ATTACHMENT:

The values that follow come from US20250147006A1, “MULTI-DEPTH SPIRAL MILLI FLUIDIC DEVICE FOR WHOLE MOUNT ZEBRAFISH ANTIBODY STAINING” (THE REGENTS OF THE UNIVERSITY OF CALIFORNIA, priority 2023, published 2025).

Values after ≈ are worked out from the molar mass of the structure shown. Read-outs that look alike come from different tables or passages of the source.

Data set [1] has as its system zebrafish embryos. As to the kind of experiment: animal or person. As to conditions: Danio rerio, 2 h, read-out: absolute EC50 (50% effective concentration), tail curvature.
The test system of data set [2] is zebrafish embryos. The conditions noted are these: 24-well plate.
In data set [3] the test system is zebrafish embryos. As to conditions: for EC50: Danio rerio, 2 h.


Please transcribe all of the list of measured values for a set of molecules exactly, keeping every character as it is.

The values that follow come from US20250147006A1, “MULTI-DEPTH SPIRAL MILLI FLUIDIC DEVICE FOR WHOLE MOUNT ZEBRAFISH ANTIBODY STAINING” (THE REGENTS OF THE UNIVERSITY OF CALIFORNIA, priority 2023, published 2025).

Values after ≈ are worked out from the molar mass of the structure shown. Read-outs that look alike come from different tables or passages of the source.

Data set [1] has as its system zebrafish embryos. As to the kind of experiment: animal or person. As to conditions: Danio rerio, 2 h, read-out: absolute EC50 (50% effective concentration), tail curvature.
The test system of data set [2] is zebrafish embryos. The conditions noted are these: 24-well plate.
In data set [3] the test system is zebrafish embryos. As to conditions: for EC50: Danio rerio, 2 h.